"Laughter is a sunbeam of the soul." ~Thomas Mann
Once a lumber port town, charming Saugatuck is on Lake Michigan's sandy eastern shore and boasts an artsy vibe.
How You Can Benefit from a Reverse Mortgage
If you are looking for a way to have a more comfortable retirement, a reverse mortgage may be a way to finance it.
If you are age 62 or better, own your own home, have enough equity in it and plan to stay in it during retirement, then you can probably qualify for a reverse mortgage, letting you elimnate your current mortgage payment and receive tax-free money for retirement (or anything else). You keep ownership of your home until you leave it and continue to pay taxes and insurance on it.
A reverse mortgage is not for everyone - fees can be high and there are a few other downsides - but for many people, this mortgage product can be a financial lifesaver. Talk to a HUD representative or reputable mortgage lender to see if a reverse mortgage is right for you.
Facing Lemon Bay on the southwestern Florida coast, mellow Englewood has an old fashioned Florida vibe, nearby barrier island beaches, a cute downtown, excellent fishing and more.
Pleasant Goose Creek is outside of romantic Charleston on the southern South Carolina coast and has a U.S. Navy presence.
An engaging small city with an educated population, Davis is enviromentally-friendly, progressive and the site of the University of California - Davis campus.
A sleepy town along the Indian River Lagoon, Sebastian is home to the country's first wildlife refuge and most biologically diverse estuary. People live here, too.
Five Types of Mortgage Loans
Fixed Rate Loan - The most common type of conventional loan, a fixed-rate loan has one interest rate and a fixed monthly payment for the length of the loan, which is usually 15 or 30 years.
Adjustable Rate Loan - These mortgages have a lower, fixed rate for a set period of time, usually five or 10 years. After that, the rate adjusts once a year according to current interest rates. The monthly payment goes up or down accordingly.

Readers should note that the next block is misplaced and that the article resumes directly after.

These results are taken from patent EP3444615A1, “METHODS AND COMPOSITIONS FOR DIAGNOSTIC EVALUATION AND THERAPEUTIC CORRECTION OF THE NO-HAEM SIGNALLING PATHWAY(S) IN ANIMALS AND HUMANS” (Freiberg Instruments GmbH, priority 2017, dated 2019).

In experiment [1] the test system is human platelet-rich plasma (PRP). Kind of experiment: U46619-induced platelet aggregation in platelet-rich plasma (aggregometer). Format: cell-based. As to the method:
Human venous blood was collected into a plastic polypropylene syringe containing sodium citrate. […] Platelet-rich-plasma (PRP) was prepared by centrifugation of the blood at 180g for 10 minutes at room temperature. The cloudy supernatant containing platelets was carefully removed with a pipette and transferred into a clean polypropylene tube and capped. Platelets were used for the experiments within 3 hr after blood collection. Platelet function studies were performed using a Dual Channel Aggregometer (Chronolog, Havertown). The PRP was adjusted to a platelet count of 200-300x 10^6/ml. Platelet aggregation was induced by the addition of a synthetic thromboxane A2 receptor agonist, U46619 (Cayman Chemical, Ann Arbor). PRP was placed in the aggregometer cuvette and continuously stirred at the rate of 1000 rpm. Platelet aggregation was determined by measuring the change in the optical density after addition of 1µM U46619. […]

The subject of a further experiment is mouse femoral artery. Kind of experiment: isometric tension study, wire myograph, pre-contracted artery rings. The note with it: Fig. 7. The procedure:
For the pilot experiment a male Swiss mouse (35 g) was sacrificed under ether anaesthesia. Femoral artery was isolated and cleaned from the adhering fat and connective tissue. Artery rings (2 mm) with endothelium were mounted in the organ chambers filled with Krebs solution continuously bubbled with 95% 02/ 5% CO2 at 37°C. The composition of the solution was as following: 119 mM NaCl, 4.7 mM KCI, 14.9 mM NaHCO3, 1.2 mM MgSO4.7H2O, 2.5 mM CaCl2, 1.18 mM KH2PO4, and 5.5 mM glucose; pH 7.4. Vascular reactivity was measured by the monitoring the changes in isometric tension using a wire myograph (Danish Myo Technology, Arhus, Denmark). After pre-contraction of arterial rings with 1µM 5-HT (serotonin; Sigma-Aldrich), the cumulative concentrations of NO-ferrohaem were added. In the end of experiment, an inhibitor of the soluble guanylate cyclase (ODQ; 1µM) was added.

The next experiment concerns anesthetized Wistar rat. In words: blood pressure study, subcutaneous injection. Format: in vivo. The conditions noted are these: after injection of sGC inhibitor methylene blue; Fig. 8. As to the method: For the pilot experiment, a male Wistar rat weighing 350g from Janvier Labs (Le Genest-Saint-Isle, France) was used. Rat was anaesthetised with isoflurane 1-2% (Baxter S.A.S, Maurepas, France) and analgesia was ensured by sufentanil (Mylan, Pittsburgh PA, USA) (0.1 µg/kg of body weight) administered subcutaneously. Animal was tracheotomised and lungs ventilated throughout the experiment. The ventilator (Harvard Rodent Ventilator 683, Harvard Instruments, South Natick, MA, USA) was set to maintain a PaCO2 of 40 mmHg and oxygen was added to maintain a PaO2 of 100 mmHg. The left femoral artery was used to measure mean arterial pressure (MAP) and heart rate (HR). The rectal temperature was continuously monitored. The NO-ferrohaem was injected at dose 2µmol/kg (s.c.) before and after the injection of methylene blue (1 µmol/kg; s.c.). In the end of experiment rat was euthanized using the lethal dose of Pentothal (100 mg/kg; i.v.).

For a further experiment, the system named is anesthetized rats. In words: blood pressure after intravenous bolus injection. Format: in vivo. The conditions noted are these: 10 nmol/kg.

FHA Loan - This government-backed loan lets a buyer put down as little as 3.5% of a home's purchase price verses the normal 20% required with a conventional loan.
VA Loan - This mortgage loan is for people who have served in the military and requires no down payment or mortgage insurance.
Reverse Mortgage - A reverse mortgage is for people age 62 or better who have equity in their home, want to take it out in the form of tax-free cash and eliminate their mortgage payment.
In Depth Review:
On Washington's Quimper Peninsula, charming Port Townsend enchants nearly everyone with its treasure trove of Victorian architecture, trendy shops, fun eateries, scenic setting and more.
Bordered by Everglades National Park in southeastern Florida, Coral Springs started out as a master planned development and today is known for its well managed government and rich quality of life.
Nestled along Lake Norman in rolling western North Carolina, Cornelius is a pretty community with an attractive downtown.
In the rugged, high altitude Verde Valley of central Arizona, Cottonwood has a fun historic center, plenty of outdoor recreation, nearby wineries, safe neighborhoods and lots of sunshine.
In rugged southwestern Oregon, Grants Pass is known for its outdoor way of life and down to earth residents.